Introduction: While never a dominant feature in the landscape, natural grassland systems once formed an ecologically cohesive and important “archipelago” or “shifting mosaic” of patches of open grasses and broad-leaved herbaceous flowering plants called forbs, usually on calcareous soils in belted formations, across much of the East and West Gulf Coastal Plains and, more rarely, in parts of the Ozark Highlands and Gulf Coast. About 99% of these landscapes have been converted to other land uses or have transitioned into forested conditions due to fire suppression and ecological succession.

Summer Vacations, and Landscapes Transformed

​ I went on Shore, & passed thro the plain passed Several noles to the top of a high artificial Noal from the top of this noal I had an emence , extensive & pleaseing prospect, of the Countrey around, I could See the meandering of the Little River for at least 10 miles winding thro  a meadow of 15 or 20000 acres of high bottom land covered with Grass about 4 1/ 2 feet high, the high lands which rose irregularly, & were toped with Mounds or antent Graves which is to me a Strong evidence of this Countrey haveing been thickly Settled.  Captain William Clark,  July 12, 1804 (excerpt from The Journ

Recalling the GCPO/GCP/GOMA Meetings in Baton Rouge, LA

A few takeaways from last month’s GCPO/GCP/GOMA joint meeting: The Tuesday joint sessions on the Gulf and Bottomland Hardwood systems were well-attended, and certainly showed a high level of interest in what’s going on with LCC-associated projects. For the Gulf session, it was an opportunity for us to highlight some of the research that LCCs have been involved with over the last several years, and which have recently come to a conclusion.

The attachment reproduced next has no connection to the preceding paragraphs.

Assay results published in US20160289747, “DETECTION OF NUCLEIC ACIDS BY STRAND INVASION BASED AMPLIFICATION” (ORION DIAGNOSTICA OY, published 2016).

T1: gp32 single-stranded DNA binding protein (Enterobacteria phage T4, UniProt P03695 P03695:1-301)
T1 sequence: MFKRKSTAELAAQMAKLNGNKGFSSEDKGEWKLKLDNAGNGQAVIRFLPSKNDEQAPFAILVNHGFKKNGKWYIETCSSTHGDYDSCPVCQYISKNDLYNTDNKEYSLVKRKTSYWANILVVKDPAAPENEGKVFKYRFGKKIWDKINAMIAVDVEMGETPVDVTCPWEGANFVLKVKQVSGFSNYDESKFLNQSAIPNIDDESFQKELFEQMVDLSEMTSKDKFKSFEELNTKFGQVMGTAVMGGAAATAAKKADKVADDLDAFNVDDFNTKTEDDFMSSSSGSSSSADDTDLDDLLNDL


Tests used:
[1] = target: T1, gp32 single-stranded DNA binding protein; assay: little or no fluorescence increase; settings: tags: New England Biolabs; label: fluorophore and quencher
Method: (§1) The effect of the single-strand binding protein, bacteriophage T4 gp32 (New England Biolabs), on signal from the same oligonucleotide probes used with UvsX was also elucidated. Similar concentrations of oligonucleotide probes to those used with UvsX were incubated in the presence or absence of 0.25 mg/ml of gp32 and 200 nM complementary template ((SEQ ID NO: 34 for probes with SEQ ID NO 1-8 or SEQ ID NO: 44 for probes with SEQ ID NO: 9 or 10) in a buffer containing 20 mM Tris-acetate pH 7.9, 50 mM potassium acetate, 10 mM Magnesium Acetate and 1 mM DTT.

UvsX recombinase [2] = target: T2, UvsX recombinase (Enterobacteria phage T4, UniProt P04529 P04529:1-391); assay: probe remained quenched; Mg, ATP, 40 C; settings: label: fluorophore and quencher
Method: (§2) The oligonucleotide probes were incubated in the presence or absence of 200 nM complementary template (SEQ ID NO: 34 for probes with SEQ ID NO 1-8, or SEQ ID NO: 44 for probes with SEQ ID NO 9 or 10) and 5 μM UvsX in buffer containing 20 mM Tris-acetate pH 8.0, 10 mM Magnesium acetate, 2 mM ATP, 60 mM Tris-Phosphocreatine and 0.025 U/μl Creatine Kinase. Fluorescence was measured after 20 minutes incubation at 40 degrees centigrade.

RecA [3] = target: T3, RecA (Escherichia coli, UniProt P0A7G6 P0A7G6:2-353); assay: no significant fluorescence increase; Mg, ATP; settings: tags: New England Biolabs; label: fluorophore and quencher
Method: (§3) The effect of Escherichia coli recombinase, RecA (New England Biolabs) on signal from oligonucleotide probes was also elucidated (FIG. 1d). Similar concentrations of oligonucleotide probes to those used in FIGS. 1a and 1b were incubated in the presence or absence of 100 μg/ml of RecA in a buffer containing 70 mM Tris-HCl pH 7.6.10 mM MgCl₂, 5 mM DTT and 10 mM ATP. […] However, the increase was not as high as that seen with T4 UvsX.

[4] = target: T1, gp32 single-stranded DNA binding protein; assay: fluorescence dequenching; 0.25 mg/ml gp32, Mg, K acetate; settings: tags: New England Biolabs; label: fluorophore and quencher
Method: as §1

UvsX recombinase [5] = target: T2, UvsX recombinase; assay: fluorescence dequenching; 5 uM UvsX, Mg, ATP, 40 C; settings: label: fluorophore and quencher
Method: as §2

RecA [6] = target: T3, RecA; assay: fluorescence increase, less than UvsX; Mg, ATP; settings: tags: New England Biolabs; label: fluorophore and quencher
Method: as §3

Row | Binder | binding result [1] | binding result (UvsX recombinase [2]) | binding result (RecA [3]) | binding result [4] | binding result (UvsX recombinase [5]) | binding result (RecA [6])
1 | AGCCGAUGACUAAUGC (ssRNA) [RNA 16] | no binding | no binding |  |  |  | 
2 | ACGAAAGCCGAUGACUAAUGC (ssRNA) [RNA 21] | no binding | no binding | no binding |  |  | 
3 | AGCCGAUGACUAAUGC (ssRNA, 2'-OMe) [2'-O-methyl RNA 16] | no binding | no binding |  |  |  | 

Plenty to ruminate on at the Mid-South Prairie Symposium

A couple of weeks ago I was able to attend the  Mid-South Prairie Symposium  at Austin Peay State University (APSU) in Clarksville, Tennessee. The symposium was organized by Dwayne Estes, professor of APSU’s Center of Excellence for Field Biology at APSU and botanical explorer for the Botanical Research Institute of Texas (BRIT). Dr. Estes’ research interests include biogeography, threatened and endangered species, and plant communities of Tennessee and neighboring states. Dr.

Creating a Shared Vision in the GCPO LCC

Few, if any, forces in human affairs are as powerful as shared vision.  Peter Senge   Next month, the GCPO and Gulf Coast Prairie LCCs will be convening in Baton Rouge, LA, to engage in Steering Committee discussions.  It’s our annual spring/summer retreat, where we really dig into the most important questions and issues facing the GCPO partnership, and I’m looking forward to getting together once again with our Steering Committee and other partners.  This year, we'll be meeting in conjunction with the Gulf of Mexico Alliance’s All-Hands Meeting, which will provide our Steering Committee an ex